What made the car great was its blend of performance and practicality. He’s not a petrolhead, my dad, so he’d mooch around most of the time, never really pushing the car particularly hard. Then occasionally he’d decide it was time to go, and the world would turn blurry as cricket bags, kids, and the collection of folders on his back seat went flying.

This brings us to today’s crop of hot hatches. We’re working on a comparison of three at the moment, one of which is the Civic Type R behind this revelation. It looks utterly ridiculous from the outside, all tacked-on scoops and spoilers. They create downforce, et cetera. Who cares?

With 228kW power and (more importantly) 400Nm of torque being put through the front wheels, it’s impossible to tip beyond, say, 60 per cent throttle in first gear and, if it’s damp, second. I had the fronts spinning in third gear on a particularly chilly Melbourne morning without even trying.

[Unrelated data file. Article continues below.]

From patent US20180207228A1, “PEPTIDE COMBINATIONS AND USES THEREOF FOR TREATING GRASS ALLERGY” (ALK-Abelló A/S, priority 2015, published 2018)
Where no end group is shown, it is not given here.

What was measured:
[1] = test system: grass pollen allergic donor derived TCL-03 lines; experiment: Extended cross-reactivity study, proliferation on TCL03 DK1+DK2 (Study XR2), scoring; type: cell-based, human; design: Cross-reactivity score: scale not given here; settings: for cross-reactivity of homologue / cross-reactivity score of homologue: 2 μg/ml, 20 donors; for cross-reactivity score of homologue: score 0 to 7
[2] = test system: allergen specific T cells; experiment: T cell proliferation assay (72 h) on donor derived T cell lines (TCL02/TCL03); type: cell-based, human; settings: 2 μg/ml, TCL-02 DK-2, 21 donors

It rides poorly in comfort mode, sounds average and looks so insane, I’d be embarrassed to park it in front of my local café. Or in my local shopping centre. Scratch that, within 10km of my postcode. And as a single man, the idea of showing up to a date in one is just absurd.

Plus, when an errant bolt in St Kilda nuked the right-rear tyre, there was no space saver in the boot, let alone a full-sized spare. Honda roadside assist, thanks for your help, but when did a flatbed truck become necessary to sort out a puncture on your family hatch? When family hatches started running 245/30 ZR20 Continental rubber, that’s when.

Getting back to the main point with the Type R, though. What the hell is the point of a hot hatch delivering downforce when you can’t come remotely close to using the engine’s monstrous potential day-to-day? When did drivability drop below negative lift on the list of priorities at Honda?

Simple. The company ran out of ideas mid-season. It jumped the shark. The new Civic Type R is How I Met Your Mother after season six, it’s Clark marrying Lois, it’s ER when the helicopter fell on Romano. (Yep, I googled that last one too.)